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PHCC students to conduct scientific research with National Geographic ecologist


PHOTO: DrGuttridge.com

In a few days, two students of Patrick Henry Community College will be heading to the Bahamas.


They will be swimming with sharks, cleaning beaches, and conducting field research with experienced marine scientists and professors from across the country.


Last year, while watching Discovery Channel’s iconic annual “Shark Week” – a week of TV programming dedicated to sharks – PHCC’s Professor of Biology Jason Worley discovered an opportunity for his students that would be unlike any he has ever offered.


From Shark Week, Worley heard about an organization called Saving the Blue – which, according to the organization’s website aims “to inspire, influence, and coach a generation of ocean advocates through hands on, in-field research activities.”


Worley found that this organization allows scientists and students from around the country to join notable marine biologists on research expeditions.


These expeditions involve catching and tagging sharks and observing the sharks in their natural habitat.


When Worley told his students about the opportunity, Wylie Martin and Marco Diaz jumped at the chance.


Both students are passionate for science and nature with aspirations to become scientists.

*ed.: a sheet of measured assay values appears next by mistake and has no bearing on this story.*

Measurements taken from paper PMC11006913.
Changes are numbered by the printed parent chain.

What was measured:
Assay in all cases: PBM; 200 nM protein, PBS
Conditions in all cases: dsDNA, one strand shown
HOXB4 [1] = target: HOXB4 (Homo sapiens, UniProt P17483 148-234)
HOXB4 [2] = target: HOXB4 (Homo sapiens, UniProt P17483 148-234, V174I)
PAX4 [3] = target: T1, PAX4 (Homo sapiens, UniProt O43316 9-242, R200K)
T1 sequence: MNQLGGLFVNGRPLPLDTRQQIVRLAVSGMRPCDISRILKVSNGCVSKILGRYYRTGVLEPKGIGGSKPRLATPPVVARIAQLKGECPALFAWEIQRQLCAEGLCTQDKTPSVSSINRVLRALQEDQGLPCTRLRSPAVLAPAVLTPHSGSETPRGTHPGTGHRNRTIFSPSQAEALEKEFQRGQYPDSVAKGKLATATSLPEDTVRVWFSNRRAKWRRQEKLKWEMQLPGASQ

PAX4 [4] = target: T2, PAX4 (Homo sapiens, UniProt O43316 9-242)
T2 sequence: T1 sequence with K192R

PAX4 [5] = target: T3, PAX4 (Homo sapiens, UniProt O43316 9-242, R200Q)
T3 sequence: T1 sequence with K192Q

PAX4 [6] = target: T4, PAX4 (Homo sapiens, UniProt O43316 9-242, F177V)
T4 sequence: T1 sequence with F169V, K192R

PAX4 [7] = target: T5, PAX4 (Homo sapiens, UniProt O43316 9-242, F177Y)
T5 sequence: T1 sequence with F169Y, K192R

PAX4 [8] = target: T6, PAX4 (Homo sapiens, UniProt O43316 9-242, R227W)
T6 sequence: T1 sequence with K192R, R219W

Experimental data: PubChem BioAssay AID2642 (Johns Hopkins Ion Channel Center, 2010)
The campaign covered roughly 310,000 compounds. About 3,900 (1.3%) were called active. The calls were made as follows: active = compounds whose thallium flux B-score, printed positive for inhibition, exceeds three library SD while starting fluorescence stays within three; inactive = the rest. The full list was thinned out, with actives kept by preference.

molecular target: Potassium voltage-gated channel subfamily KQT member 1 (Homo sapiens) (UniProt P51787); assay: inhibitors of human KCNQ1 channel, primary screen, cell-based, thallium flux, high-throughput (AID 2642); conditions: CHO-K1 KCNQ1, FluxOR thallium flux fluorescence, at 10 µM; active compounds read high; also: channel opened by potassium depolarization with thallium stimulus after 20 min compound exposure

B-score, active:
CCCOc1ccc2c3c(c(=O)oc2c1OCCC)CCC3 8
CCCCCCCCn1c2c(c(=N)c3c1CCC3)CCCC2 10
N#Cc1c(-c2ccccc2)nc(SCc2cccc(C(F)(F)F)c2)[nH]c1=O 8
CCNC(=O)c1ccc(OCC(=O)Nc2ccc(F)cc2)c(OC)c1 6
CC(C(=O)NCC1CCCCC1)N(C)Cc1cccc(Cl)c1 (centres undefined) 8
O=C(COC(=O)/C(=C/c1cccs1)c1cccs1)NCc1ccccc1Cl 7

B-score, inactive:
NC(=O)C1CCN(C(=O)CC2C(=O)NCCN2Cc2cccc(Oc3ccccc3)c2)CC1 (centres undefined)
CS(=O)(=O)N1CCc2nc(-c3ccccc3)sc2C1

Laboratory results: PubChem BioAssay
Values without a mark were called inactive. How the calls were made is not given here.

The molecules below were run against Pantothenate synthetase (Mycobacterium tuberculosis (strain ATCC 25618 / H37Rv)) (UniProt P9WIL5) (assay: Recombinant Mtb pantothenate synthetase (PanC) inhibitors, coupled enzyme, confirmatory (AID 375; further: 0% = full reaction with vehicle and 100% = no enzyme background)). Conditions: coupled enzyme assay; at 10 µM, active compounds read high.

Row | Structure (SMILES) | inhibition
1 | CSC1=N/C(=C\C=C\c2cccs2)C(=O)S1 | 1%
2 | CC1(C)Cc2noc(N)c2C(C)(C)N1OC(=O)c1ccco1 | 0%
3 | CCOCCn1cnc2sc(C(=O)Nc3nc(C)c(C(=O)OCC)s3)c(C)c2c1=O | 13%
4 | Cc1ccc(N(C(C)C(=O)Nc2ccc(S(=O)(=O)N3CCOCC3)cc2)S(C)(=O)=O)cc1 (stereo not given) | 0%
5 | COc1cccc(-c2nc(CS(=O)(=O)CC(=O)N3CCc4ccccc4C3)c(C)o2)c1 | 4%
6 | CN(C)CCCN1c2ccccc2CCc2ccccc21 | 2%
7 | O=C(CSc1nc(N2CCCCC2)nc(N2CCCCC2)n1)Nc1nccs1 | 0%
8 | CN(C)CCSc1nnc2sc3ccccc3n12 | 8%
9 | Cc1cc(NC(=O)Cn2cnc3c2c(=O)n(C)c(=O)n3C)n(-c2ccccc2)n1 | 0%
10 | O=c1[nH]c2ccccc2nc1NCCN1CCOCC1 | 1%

Over their time at PHCC, Martin and Diaz have joined Worley on expeditions to catalog local reptiles and amphibians.


Through these expeditions, both students have had the opportunity to publish their findings in field journals– something most college students may not get the opportunity to do until their senior level or masters level courses.


They do not know yet exactly what research they’ll be conducting when they get down there, but they do know two things.


First, the first day will involve extensive training on how to properly handle sharks in their natural environments.


Second, they will be working with Shark Week’s notorious shark expert Dr. Tristan Guttridge.


Diaz says that he has been following Guttridge’s work – watching along as Guttridge posts updates on his social media of a hammer head shark that he has tagged.


“I am really excited [to work with Guttridge] considering he is an explorer for National Geographic,” said Diaz. “I’ve seen what he’s done, and I am really excited to work alongside of someone like that.”


PHCC says the hodgepodge team of students, professors, and scientists that Diaz and Martin are joining will likely be placing GPS trackers on a few smaller sharks.


Their focus on this trip will not be entirely on sharks though; they’re also planning to observe stingrays, sea turtles, and more.


The aim of their research will be to better understand how these marine ecosystems work and how humans can help conserve and preserve the animals’ habitats, according to PHCC.


“It will be overwhelming and exciting to do something that most people don’t get to do. You get to help a species thrive. You’re a helping hand to the animal world. The marine life wouldn’t be what it is today without the help of researchers – the people that are willing to take risks for a better world,” said Martin.

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